Current Rheumatology Reports

, Volume 14, Issue 6, pp 576–582

The Role of the Central Nervous System in Osteoarthritis Pain and Implications for Rehabilitation

  • Susan L. Murphy
  • Kristine Phillips
  • David A. Williams
  • Daniel J. Clauw
RHEUMATIC MANIFESTATIONS OF OTHER DISEASES (R STAUD, SECTION EDITOR)

DOI: 10.1007/s11926-012-0285-z

Cite this article as:
Murphy, S.L., Phillips, K., Williams, D.A. et al. Curr Rheumatol Rep (2012) 14: 576. doi:10.1007/s11926-012-0285-z

Abstract

It has been known for some time that central nervous system (CNS) pain amplification is present in some individuals with osteoarthritis; the implications of this involvement, however, are just starting to be realized. In the past year, several research reviews have focused on evidence supporting shared mechanisms across chronic pain conditions for how pain is generated and maintained in the CNS, irrespective of the underlying structural pathology. This review article focuses on current literature describing CNS amplification in osteoarthritis by discussing peripheral sensitization, central sensitization, and central augmentation, and the clinical manifestation of central augmentation referred to as centralized pain, and offers considerations for rehabilitation treatment and future directions for research.

Keywords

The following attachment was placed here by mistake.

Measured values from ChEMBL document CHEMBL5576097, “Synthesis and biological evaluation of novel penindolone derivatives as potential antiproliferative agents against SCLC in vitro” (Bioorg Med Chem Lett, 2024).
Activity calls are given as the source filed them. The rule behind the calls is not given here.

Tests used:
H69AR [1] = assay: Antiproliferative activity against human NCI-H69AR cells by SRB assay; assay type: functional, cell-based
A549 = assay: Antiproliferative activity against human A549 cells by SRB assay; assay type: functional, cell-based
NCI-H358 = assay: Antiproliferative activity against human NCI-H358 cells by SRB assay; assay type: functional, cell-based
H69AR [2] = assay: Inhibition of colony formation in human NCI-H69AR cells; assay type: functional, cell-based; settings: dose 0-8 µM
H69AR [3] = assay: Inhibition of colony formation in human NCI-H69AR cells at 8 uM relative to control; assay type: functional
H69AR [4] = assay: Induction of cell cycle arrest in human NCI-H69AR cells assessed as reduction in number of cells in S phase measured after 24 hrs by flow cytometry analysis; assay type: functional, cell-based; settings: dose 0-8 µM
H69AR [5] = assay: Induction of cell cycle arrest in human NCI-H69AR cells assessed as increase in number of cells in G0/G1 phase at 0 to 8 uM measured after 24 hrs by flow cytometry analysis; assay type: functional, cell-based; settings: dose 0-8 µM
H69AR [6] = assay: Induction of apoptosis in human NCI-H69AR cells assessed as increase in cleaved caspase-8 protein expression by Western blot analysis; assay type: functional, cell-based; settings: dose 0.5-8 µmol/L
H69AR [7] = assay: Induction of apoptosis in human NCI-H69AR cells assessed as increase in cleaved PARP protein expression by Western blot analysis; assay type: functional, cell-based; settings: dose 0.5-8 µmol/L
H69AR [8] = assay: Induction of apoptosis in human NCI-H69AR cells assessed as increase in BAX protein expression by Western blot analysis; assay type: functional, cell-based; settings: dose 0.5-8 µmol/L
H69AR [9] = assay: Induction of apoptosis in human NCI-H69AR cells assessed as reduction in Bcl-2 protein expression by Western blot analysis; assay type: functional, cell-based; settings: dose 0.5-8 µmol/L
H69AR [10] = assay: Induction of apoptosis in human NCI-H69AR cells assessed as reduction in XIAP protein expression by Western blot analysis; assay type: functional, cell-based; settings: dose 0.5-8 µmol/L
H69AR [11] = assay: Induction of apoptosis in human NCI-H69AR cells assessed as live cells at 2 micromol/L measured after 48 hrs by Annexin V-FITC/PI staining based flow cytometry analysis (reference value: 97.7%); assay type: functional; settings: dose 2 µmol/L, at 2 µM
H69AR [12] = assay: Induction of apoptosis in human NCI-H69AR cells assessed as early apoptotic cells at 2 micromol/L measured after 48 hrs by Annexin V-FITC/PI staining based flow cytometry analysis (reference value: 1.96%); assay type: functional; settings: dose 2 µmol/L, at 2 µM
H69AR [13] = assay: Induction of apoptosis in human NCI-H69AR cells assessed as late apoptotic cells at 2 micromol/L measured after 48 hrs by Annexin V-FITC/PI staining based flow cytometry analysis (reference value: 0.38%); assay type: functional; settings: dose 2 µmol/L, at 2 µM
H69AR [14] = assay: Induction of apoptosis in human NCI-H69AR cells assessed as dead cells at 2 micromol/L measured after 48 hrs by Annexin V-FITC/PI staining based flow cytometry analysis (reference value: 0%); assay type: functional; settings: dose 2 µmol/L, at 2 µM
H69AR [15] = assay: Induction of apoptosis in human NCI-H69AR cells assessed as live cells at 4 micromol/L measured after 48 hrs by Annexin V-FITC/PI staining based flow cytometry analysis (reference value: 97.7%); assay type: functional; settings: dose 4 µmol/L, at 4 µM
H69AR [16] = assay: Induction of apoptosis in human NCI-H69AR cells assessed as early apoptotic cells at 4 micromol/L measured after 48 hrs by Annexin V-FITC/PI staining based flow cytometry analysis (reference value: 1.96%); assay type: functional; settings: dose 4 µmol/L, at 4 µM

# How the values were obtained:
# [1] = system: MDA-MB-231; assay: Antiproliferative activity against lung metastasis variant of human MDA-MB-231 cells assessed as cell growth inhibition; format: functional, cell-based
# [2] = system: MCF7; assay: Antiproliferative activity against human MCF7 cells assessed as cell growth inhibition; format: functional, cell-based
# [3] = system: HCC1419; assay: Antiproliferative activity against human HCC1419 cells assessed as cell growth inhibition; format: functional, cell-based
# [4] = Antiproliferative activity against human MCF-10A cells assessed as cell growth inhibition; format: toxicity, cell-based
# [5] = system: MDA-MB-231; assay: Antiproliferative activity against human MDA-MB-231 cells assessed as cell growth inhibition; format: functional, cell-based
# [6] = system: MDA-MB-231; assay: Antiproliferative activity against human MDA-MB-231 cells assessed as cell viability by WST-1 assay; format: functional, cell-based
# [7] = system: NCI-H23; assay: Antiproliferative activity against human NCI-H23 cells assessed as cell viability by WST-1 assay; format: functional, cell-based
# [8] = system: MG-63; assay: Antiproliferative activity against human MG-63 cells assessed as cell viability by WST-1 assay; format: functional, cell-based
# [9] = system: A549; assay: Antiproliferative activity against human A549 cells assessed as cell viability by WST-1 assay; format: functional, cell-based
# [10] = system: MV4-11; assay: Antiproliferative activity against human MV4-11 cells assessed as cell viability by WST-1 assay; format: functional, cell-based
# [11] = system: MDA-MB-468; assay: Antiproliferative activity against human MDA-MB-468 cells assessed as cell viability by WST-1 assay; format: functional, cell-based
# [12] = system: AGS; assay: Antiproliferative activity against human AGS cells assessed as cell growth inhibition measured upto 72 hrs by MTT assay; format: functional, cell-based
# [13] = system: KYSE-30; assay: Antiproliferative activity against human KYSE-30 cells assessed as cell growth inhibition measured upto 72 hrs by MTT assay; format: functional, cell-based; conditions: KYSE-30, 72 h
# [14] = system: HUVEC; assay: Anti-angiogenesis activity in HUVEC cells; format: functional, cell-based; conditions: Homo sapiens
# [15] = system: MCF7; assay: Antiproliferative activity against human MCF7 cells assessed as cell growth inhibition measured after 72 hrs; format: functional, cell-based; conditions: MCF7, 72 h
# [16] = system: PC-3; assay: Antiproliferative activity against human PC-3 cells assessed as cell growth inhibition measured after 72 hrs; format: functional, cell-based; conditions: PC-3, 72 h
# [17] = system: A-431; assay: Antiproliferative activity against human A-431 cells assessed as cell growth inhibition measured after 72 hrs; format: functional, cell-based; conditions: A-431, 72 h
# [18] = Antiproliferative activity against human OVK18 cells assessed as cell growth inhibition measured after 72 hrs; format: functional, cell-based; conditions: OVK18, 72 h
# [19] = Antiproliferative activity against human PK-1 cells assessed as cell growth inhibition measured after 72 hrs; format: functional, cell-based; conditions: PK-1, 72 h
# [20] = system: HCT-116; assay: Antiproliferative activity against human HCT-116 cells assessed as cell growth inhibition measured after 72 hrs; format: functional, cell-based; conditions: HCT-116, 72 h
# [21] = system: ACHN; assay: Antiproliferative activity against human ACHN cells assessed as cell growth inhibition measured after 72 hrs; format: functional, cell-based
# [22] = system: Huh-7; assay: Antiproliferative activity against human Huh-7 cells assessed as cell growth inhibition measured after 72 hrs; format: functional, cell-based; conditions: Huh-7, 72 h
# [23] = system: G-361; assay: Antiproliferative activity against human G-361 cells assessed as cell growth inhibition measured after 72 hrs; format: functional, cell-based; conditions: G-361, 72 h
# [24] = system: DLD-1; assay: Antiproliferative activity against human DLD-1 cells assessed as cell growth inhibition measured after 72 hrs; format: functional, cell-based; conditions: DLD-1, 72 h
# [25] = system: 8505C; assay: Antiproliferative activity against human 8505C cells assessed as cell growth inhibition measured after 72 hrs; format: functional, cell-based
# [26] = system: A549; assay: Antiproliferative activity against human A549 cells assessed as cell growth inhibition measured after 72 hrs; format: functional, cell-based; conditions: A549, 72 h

Osteoarthritis OA Pain modulation Rehabilitation Central sensitization Central augmentation Pain processing Treatment Physical therapy Occupational therapy Central nervous system 

Copyright information

© Springer Science+Business Media, LLC (outside the USA) 2012

Authors and Affiliations

  • Susan L. Murphy
    • 1
    • 2
    • 3
  • Kristine Phillips
    • 4
    • 5
  • David A. Williams
    • 6
    • 7
  • Daniel J. Clauw
    • 7
    • 8
  1. 1.Department of Physical Medicine and RehabilitationUniversity of MichiganAnn ArborUSA
  2. 2.Geriatric Research Education and Clinical Center (GRECC)Veterans Affairs Ann Arbor Health Care SystemAnn ArborUSA
  3. 3.Ann ArborUSA
  4. 4.Department of Internal MedicineDivision of Rheumatology, University of MichiganAnn ArborUSA
  5. 5.Ann ArborUSA
  6. 6.Departments of AnesthesiologyMedicine, Psychiatry, and Psychology, University of MichiganAnn ArborUSA
  7. 7.Chronic Pain and Fatigue Research CenterUniversity of MichiganAnn ArborUSA
  8. 8.Departments of AnesthesiologyMedicine, and Psychiatry, University of MichiganAnn ArborUSA

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